Repentance stool

At least seven repentance stools remain in Scotland today, each different in style and character. As can see seen in Figure 14, the stools vary enormously, and the obvious similarities, or indeed many differences, among the small number of preserved examples were found to be less meaningful than their shared non-physical properties. These qualities imbued discipline stools with such punishing and shaming capacities that, whatever their form, they were suitable for all degrees of sinner, and people would pay significant sums to reduce the number of weeks they had to appear on the stool (Todd 2002, 125-43).

Figure 14

Figure 14: Stools of repentance. Left - B3: Cumbernauld, Lanarkshire. Right - B7: Duirinish, Ross-shire © G. McKee 2009. Several other examples are on display in the National Museum of Scoland, Edinburgh.

In the late medieval Mass, at the beginning of Lent, penitents were made to stand below the altar before undertaking acts of penance (Arnold 2005, 172). Penance itself was primarily a private affair imposed by the priest who heard confession. Confession was heard in a private but easily visible place within the church and, crucially, it was preferable that the penitent sit higher than the confessor (Arnold 2005, 170-2). It is Todd's understanding that Reformed Scotland is unique in the practice of seating penitents just below the pulpit, and there are multiple examples throughout the kirk session records which suggest that in principle, if not always in practice, it was considered desirable that the stool be high; some even requiring the penitent be helped up and down or use ladders (Todd 2002, 132). Lower stools were often, in fact, to be stood upon, except by the pregnant or infirm (Todd 2002, 125-143). It is, therefore, posited that the stool represents a form of continuity where existing understandings of confession and penitence were combined to form a novel connection: the idea of the penitent's stool and its placement before the pulpit, which replaced the high altar as a focal point.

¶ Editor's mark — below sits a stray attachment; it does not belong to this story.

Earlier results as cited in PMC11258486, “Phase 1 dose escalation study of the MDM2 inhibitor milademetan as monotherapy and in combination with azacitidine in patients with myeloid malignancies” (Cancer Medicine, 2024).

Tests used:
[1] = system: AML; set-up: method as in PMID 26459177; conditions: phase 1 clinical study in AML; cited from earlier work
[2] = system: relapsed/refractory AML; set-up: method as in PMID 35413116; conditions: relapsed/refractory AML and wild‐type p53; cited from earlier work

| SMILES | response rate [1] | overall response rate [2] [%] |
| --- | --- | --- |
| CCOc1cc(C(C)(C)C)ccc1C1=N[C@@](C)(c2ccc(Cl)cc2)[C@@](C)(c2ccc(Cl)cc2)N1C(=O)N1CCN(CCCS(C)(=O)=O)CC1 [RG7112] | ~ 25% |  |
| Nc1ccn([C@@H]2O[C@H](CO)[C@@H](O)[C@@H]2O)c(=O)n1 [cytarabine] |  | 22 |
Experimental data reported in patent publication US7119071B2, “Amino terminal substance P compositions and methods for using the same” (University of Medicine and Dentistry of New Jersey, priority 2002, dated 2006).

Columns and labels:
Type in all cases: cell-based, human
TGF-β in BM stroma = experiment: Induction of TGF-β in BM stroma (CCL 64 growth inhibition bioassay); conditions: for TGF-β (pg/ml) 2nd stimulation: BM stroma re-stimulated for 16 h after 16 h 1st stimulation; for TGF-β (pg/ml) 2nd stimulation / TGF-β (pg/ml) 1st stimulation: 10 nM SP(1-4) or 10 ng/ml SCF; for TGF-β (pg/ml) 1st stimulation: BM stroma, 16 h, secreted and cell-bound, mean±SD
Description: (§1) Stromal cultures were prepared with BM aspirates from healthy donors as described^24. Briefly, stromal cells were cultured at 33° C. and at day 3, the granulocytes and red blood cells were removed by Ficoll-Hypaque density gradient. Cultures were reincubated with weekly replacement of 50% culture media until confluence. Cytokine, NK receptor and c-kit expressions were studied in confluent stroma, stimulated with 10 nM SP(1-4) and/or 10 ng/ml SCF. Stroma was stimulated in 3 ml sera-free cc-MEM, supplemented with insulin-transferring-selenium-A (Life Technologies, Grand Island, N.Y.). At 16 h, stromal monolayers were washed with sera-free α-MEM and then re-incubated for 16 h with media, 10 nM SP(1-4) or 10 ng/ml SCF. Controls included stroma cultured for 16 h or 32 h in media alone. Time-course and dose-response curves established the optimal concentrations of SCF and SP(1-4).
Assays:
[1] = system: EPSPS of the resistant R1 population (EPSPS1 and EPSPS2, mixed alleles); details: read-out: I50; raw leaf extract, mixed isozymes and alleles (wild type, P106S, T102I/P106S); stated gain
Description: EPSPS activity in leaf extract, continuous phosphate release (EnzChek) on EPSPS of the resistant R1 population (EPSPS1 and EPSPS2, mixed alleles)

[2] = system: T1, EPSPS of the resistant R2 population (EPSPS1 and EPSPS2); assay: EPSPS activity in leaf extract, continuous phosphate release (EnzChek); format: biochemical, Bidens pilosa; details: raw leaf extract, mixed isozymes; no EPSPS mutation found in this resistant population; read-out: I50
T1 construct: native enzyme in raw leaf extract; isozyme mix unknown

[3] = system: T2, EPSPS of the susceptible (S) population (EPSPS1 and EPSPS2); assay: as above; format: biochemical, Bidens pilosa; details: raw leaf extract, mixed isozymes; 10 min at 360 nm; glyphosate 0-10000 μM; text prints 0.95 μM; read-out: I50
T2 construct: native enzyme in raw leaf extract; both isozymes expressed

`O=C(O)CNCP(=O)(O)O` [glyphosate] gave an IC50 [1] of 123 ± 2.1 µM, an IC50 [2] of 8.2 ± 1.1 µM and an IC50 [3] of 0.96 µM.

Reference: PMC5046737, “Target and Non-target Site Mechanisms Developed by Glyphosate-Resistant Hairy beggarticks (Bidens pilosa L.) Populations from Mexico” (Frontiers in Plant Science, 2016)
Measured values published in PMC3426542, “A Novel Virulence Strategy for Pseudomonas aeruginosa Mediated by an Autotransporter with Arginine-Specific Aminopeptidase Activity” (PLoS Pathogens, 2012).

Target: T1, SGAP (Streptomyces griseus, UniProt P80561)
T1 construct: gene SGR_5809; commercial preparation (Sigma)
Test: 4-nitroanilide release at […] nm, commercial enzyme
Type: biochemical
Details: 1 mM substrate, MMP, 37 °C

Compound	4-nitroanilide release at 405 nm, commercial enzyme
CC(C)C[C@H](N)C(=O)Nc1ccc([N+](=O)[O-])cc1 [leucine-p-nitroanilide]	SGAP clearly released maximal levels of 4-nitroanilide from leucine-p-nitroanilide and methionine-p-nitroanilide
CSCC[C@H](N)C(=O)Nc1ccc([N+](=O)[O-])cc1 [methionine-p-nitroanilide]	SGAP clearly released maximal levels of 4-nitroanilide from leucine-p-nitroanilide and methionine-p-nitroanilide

Continuity in the secular meaning of chairs would also have informed early modern Scots' interpretations of the penitent's stool. The chair has a long history as a symbol of status; the king's throne and the bishop's cathedra (from which the cathedral takes its name) perfect examples (Steane 2001, 136-7). Since medieval times a strict hierarchy had existed regarding seating in the church, reflecting not only religious but secular status. In the reformed kirk people fought over chairs. There are even instances where rival's pews were made into penitent's stools as an insult (Graham 1996, 250-1; Steane 2001, 140-1; Todd 2002, 323-4). Sitting on the penitent's seat, therefore, had the potential not only to indicate the penitent's relegation from the community of the body of Christ, but also, simultaneously, removal of status in the secular world. Significant cultural capital was, therefore, required of the audience in the kirk to understand the multiple layers of meaning with which the stool and its place before the pulpit were imbued. This is confirmed by cases where English visitors to kirks did not understand its significance (Todd 2002, 321). The penitent's stool was more than a seat in a conveniently public place: it was embedded within existing culture and ongoing change.

Choose your own | Sackcloth | The body of Christ | Iconoclasm


© Internet Archaeology/Author(s)
University of York legal statements | Terms and Conditions | File last updated: Thu May 26 2011